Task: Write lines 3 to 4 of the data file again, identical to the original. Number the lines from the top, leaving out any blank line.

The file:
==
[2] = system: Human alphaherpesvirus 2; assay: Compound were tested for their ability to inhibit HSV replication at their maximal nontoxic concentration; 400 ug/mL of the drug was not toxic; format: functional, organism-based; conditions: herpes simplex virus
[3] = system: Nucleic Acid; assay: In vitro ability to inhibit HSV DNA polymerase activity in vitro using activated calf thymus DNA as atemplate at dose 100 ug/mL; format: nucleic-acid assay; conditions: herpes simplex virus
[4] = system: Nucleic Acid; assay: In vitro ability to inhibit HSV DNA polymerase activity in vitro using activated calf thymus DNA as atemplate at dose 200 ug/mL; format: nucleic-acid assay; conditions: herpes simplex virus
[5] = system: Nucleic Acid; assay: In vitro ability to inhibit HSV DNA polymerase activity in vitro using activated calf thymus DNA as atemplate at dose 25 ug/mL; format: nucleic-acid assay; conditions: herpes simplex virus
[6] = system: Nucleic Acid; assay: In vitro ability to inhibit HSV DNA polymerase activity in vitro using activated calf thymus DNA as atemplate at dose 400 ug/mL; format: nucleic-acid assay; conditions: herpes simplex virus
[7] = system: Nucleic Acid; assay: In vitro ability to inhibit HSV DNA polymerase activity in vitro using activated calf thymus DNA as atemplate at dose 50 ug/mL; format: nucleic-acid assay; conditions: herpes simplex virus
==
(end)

[4] = system: Nucleic Acid; assay: In vitro ability to inhibit HSV DNA polymerase activity in vitro using activated calf thymus DNA as atemplate at dose 200 ug/mL; format: nucleic-acid assay; conditions: herpes simplex virus
[5] = system: Nucleic Acid; assay: In vitro ability to inhibit HSV DNA polymerase activity in vitro using activated calf thymus DNA as atemplate at dose 25 ug/mL; format: nucleic-acid assay; conditions: herpes simplex virus